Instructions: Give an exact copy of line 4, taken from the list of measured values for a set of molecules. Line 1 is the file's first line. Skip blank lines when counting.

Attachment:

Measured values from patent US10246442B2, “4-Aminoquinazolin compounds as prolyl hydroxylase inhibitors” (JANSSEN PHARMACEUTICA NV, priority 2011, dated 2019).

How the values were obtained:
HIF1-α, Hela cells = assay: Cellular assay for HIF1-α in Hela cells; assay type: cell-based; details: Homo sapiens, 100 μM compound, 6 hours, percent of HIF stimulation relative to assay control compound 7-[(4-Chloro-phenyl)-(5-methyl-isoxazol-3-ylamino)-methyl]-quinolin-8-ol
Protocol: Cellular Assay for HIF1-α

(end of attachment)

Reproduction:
Protocol: Cellular Assay for HIF1-α